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NFL Player Asks for Prayers for Daughter After 'Pretty Serious Complication' in Her Cancer Battle

"As you can imagine our minds are all over the place but we're going to try and remain positive!"

Devon Still of the Cincinnati Bengals and his daughter Leah Sari. Copyright 2015 NBAE.(Image source: Jesse D. Garrabrant/NBAE via Getty Images)

Story by the Associated Press; curated by Dave Urbanski

CINCINNATI (AP) — Cincinnati Bengals defensive tackle Devon Still is asking for prayers for his daughter, Leah, who's had a setback in her fight against cancer.

The 5-year-old girl went into a hospital on May 5 to start the process of getting a stem cell transplant. The 4-to-6-week process involves high doses of chemotherapy at the outset.

Devon Still of the Cincinnati Bengals and his daughter Leah Sari. Copyright 2015 NBAE.(Image source: Jesse D. Garrabrant/NBAE via Getty Images)

Still posted on social media late Friday that Leah "hit a pretty serious complication," with her liver affected by the chemotherapy.

"They caught it early so hopefully it gives the doctors a better chance of stopping it from getting aggressive," Still posted. "As you can imagine our minds are all over the place but we're going to try and remain positive!"

The girl was diagnosed with cancer a year ago. Doctors removed a tumor from her abdomen, and she started getting chemotherapy to kill cancer cells in her bone marrow. She's being treated on the East Coast, and the Bengals have supported Still's decision to miss organized offseason workouts in Cincinnati to be with her.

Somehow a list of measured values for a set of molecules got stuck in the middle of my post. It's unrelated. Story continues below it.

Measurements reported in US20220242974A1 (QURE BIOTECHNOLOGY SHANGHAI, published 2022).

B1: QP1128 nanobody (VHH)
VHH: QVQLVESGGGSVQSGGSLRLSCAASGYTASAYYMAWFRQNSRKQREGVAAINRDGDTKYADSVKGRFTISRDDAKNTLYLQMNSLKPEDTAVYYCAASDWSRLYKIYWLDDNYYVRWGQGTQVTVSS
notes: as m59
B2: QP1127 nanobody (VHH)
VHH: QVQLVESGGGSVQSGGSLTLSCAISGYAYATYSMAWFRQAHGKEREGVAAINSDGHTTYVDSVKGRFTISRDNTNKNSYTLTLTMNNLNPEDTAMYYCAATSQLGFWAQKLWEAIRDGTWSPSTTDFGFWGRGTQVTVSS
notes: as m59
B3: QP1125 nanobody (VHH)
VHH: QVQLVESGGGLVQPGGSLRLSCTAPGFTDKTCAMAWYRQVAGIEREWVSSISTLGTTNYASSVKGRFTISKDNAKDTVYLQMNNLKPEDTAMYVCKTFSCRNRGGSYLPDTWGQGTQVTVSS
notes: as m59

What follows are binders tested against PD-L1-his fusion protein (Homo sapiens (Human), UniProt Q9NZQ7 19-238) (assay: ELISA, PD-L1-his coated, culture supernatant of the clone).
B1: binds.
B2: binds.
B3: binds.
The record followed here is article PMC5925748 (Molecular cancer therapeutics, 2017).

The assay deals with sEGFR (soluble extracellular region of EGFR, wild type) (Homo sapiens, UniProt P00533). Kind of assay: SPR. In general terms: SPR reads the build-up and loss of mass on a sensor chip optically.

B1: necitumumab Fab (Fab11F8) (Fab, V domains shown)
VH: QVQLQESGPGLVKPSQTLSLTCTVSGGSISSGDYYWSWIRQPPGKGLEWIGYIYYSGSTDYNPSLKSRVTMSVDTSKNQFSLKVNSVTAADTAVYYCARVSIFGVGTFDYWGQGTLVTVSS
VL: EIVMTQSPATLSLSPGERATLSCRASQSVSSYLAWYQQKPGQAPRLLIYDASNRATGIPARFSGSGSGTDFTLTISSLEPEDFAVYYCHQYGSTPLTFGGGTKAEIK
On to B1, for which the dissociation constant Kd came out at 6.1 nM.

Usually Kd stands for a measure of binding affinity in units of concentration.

Image source: ABC News

Still agreed to a one-year contract to stay with the Bengals in March.

His daughter's fight against cancer has gotten international attention. The Bengals donated $1.3 million from sales of Still's jersey to research and treatment of pediatric cancer. The donation was made during a Thursday night game at Paul Brown Stadium last season, with Leah and former Mount St. Joseph freshman basketball player Lauren Hill in attendance.

Still befriended Hill, who also raised money for cancer research. The 19-year-old basketball player died last month from an inoperable brain tumor.

Follow Dave Urbanski (@DaveVUrbanski) on Twitter

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